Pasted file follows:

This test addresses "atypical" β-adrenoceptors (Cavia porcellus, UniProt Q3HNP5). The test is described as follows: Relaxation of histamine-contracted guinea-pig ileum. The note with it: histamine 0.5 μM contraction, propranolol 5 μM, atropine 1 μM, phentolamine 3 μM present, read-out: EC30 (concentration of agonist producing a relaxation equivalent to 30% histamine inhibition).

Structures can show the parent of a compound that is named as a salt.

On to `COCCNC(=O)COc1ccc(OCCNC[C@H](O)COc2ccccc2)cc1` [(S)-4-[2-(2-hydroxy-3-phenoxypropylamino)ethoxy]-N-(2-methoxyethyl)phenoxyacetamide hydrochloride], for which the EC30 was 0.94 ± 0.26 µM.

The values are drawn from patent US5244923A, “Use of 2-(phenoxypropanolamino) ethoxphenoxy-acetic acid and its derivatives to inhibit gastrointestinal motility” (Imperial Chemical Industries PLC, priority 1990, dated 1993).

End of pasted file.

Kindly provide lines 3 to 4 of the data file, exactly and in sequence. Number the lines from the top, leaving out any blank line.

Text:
On to `COCCNC(=O)COc1ccc(OCCNC[C@H](O)COc2ccccc2)cc1` [(S)-4-[2-(2-hydroxy-3-phenoxypropylamino)ethoxy]-N-(2-methoxyethyl)phenoxyacetamide hydrochloride], for which the EC30 was 0.94 ± 0.26 µM.

The values are drawn from patent US5244923A, “Use of 2-(phenoxypropanolamino) ethoxphenoxy-acetic acid and its derivatives to inhibit gastrointestinal motility” (Imperial Chemical Industries PLC, priority 1990, dated 1993).